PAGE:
05th Nov2020

‘Tales From the Dark Multiverse: Batman Hush #1’ Review

by Dean Fuller

Written by Phillip Kennedy Johnson | Art by Dexter Soy | Published by DC Comics

I’ve been dipping into these Dark Multiverse books and crossovers for a while now, and as you would expect they have been of mixed quality. Generally, though, they’ve hit more home runs than strikes. The positive thing is that as they are essentially glorified ‘What If?’ books, and the possibilities are endless. Any creator can take a major storyline from the past in the DC Universe that they enjoyed, or more likely have an editor assign it to them, and run with it in a different direction. Heck, I could write those. This time round, Phillip Kennedy Johnson gets that job, with co-conspirator Dexter Soy having fun on the art. Let’s take a look.

So, first things first, this is a dark take on the Hush storyline that ran back in the Batman books nearly twenty years ago now. Originally by Jeph Loeb, Jim Lee and Scott Williams, this was pretty dark at the time anyway, and has become a major part of the Batman back story. It told the story of Bruce’s childhood friend Tommy Elliott who, due to a childhood hatred of the Wayne family he kept secret from Bruce, came back in later years to secretly lead a coalition of Bat villains against Batman. He lost, ultimately, but left a lot of psychological scars first. Johnson takes as his starting point, with this new take, the Crime Alley murder. This time, on this Earth, both the Wayne’s and the Elliott’s are in the alley when the Wayne’s are shot, and Bruce is taken in as a boy by Tommy’s family. Things are different from the start it seems.

Move to the present day, and we are at a party in the independent city-state of Gotham. Thomas Elliott is now a Senator and CEO of Wayne Industries, romantically involved with Talia, daughter of Ra’s Al Ghul, and seemingly secretly a member of the League of Assassins. Jason Todd is a defence contractor, and Oswald Cobblepot is a leading philanthropist. Guess we’re not in Kansas anymore. If that really is Bruce Wayne lying dead on that slab in Arkham Asylum, this is definitely not Kansas anymore. Seems Elliott had allowed a comatose Bruce to be kept alive and experimented on by Dr. Crane, with his fear gas experiments, but now he’s dead. Or is he? It seems Arkham has a Devil, and he’s very angry. He also wears a mash up of Batman and Hush’s costume from our world. I’m thinking reports of Wayne’s death have been greatly exaggerated.

As Thomas Elliott’s helicopter takes off, Arkham’s Devil attacks it, causing it to crash into Gotham, where it is met by Gotham’s own super team, the Outsiders. Led by Barbara Gordon, who reveals Jim Gordon is dead, the team try to get Elliott but are stopped by Gray Son, a ‘through the mirror darkly’ version of Richard Grayson who seems to work for the President. He reveals Harvey Dent and Flass are also missing. Elliott and Gray Son suspect that Jason Todd is involved in the attack, and it soon turns out he is but he’s no hero. He’s thrown in with the League of Assassins, who have turned on Elliott. It’s cross and double cross time it seems. Oh, and here comes Arkham’s Devil, who wants to fight everyone it seems. Something’s hitting the fan.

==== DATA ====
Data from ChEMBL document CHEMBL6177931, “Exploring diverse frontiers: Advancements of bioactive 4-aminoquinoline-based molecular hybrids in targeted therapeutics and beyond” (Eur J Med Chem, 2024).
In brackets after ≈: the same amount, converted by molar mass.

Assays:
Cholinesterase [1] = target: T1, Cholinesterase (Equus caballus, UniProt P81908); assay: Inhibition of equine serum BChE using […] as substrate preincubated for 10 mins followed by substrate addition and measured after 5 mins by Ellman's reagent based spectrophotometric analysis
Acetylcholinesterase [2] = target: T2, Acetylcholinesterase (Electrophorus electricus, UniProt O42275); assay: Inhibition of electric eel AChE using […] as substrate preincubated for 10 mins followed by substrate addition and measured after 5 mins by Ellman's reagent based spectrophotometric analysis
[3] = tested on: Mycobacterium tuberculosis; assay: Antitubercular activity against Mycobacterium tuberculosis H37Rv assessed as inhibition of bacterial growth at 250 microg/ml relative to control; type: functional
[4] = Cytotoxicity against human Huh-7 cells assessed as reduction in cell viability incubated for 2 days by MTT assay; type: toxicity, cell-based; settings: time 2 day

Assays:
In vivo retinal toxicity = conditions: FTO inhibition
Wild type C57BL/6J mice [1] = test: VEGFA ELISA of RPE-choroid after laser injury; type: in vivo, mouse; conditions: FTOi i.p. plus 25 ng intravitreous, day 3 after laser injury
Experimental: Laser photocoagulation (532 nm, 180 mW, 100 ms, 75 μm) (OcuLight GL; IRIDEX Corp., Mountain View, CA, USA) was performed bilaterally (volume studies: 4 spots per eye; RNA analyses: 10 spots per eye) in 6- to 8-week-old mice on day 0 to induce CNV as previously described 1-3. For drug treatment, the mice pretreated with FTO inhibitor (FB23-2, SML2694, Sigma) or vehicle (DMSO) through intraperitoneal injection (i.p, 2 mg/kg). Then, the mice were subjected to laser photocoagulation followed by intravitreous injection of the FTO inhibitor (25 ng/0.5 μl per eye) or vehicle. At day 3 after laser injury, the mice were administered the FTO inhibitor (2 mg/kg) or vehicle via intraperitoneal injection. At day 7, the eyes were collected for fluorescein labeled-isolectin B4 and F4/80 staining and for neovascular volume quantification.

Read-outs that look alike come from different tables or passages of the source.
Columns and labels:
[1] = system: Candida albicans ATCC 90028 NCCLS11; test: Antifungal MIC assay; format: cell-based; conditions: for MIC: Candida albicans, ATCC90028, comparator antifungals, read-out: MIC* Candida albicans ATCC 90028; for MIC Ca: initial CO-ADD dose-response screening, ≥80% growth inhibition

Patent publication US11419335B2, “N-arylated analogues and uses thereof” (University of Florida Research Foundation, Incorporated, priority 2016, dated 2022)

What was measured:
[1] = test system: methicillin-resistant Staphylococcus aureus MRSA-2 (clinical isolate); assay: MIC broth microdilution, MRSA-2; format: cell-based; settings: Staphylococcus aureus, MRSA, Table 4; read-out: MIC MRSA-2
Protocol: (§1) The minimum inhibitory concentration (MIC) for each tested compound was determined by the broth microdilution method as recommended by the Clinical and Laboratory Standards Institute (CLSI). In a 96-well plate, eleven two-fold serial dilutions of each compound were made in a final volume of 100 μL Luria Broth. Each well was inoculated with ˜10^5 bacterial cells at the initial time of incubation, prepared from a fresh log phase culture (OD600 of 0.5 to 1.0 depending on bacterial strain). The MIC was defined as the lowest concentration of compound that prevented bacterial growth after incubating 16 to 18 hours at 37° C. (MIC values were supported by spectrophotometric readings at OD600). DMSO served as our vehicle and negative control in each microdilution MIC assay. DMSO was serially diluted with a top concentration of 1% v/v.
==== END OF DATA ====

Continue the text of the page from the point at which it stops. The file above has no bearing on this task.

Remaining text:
Elliott is getting increasingly spooked as he makes it home, only to find a ‘The Mark of Zorro’ magazine. Talia denies helping Todd to try and eliminate him, and is clearly losing patience with Elliott. He goes looking for answers at a now derelict Wayne Manor where he finds Gray Son, also investigating. It seems things have come to a head. Gray Son’s Court of Owls are looking to take out Talia and the League once and for all. Loving all this intrigue, it’s like a political thriller. Arkham’s Devil of course is also there, and drags Gray Son and Elliott down to the Batcave (DevilCave?) where there are others in cages, and a semi-crazy Alfred Pennyworth. It seems the Devil’s in the mood for some exposition, and he reveals what we suspected. Elliott was responsible for the deaths of both his parents and Wayne’s, and then for the death of the assassin who did it for him.

But without the many years of training, how did Bruce Wayne become Arkham’s Devil? With a lot of help. Jack Napier helped spring him from Arkham, Amadeus Arkham taught him criminal psychology, and many other inmates taught him the qualities he needed. Hey, even bad guys have major skills. Bruce is back to take his Gotham back, but this Batman The Silenced is a lot darker, more violent, and more revenge driven than our Bruce Wayne ever was. Still, Gotham can’t get any worse.

Could it?

Put this one in the ‘win’ column, as I really enjoyed it. Johnson takes the inspiration from that original Hush story, but most of this is his take on characters, and a good one too. Like a Mirror Universe Batman story, characters we recognise, but also characters that all have those metaphorical goatees. It’s not a book that’ll change your life, but it’s fun stuff. Dexter Soy’s art is excellent throughout, punchy layouts that deliver action and motion throughout, and gives it a slight Jim Lee style flavour while being very much his own work.

This is pure popcorn comics. Nothing too deep or Earth-changing, but great fun and you enjoy it while you read it. Come visit Wayne’s World, Dark Multiverse style.

**** 4/5


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